Subject: marine blue
Location: Los Angeles (Highland Park)
June 17, 2014 12:42 pm
Dear Bugman,
Here is a tiny butterfly from my garden. I saw a flash of bluish-purple as she was flying, then she landed on my lantana bush. I was able to get fairly close, so I thought you might like this picture. I think she is a marine blue.
Thank you!
Signature: Moira

Marine Blue

Marine Blue

Dear Moira,
We agree with your identification of this Marine Blue,
 Leptotes marina.  Since plumbago, a food plant for the caterpillar, is commonly planted in southern California, the Marine Blue is quite common even in the city.  See BugGuide for more information on the Marine Blue.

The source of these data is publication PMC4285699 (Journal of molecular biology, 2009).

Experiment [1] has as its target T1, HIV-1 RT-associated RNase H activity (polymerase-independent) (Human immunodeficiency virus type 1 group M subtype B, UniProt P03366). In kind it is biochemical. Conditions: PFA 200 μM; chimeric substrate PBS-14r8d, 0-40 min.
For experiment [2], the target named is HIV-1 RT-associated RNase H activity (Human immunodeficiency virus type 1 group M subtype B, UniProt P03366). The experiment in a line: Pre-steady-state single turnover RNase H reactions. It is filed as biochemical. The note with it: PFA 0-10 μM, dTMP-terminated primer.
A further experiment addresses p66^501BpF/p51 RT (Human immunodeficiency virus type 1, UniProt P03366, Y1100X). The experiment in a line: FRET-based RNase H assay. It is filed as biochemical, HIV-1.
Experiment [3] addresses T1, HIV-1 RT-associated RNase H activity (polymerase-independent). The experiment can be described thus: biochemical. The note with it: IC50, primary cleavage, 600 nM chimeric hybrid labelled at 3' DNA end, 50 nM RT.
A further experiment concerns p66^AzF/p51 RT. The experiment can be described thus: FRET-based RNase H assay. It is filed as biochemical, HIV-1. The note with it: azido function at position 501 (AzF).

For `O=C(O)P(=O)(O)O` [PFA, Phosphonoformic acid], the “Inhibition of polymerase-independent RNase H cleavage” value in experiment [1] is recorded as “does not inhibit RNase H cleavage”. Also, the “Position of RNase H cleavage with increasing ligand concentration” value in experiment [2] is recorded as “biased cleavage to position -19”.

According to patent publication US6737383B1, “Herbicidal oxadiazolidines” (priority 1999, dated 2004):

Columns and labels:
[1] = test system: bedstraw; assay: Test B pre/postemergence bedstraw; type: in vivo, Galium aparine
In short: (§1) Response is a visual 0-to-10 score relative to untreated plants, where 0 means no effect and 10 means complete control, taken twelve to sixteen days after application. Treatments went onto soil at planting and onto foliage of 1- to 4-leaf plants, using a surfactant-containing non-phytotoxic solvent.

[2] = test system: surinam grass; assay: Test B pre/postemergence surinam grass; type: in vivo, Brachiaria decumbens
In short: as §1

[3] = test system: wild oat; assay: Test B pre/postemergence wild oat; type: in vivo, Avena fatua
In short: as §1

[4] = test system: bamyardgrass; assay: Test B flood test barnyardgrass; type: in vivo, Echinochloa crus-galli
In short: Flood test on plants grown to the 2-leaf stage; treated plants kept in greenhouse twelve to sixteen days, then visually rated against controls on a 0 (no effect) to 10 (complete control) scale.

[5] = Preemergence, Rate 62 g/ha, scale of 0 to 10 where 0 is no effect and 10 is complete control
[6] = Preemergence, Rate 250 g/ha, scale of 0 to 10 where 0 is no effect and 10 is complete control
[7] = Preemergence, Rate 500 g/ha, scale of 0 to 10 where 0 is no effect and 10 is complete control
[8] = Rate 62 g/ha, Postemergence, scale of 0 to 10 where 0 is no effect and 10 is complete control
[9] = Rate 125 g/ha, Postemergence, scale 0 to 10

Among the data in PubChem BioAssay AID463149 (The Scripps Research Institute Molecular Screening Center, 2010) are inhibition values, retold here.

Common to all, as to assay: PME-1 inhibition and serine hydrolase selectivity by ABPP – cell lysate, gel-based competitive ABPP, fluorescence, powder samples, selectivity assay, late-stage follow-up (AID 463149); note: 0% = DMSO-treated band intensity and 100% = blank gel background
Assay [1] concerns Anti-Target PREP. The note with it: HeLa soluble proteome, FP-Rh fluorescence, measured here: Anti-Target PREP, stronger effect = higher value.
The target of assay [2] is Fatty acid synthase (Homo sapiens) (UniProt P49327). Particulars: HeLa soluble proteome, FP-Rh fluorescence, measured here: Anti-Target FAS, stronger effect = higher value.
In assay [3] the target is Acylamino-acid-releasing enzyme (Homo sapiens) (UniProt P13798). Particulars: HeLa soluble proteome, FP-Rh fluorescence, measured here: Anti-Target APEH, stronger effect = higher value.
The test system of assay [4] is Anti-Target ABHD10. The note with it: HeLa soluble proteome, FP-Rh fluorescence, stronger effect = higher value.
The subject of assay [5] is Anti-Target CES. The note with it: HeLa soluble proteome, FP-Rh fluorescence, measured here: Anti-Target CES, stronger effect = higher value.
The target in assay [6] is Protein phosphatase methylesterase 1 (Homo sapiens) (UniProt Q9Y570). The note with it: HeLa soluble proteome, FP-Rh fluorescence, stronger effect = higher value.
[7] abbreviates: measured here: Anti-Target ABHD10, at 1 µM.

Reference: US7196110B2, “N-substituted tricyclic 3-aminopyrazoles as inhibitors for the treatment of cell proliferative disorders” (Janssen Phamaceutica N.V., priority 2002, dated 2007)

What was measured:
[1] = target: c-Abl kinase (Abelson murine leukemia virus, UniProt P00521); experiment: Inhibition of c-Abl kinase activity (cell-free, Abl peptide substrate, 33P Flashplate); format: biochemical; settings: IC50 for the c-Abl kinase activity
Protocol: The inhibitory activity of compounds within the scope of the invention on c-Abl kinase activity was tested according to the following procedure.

What's That Bug? does not endorse extermination

Subject: Red bodied bug on ground next to maple tree
Location: Oveland Park, KS
June 4, 2014 10:04 pm
Dear What’s that bug,
There are hundreds of these bugs on the ground next to our Red Maple tree. The body is about 1/4 inch long. I would love to know what they are (and if they are helpful or harmful or neither).
Thank you and all the best,
Neal Schuster
Overland Park, KS
Signature: Neal Schuster

Boxelder Bug Nymph

Boxelder Bug Nymph

Hi Neal,
This is an immature Eastern Boxelder Bug, and they are often found in large aggregations.

Hi Daniel,
Thank you so much for your quick response.  I am a bug-fan and I always enjoy figuring out what they are.
Thank you for maintaining your site.  It’s fabulous.
All the best,
Neal Schuster

What's That Bug? does not endorse extermination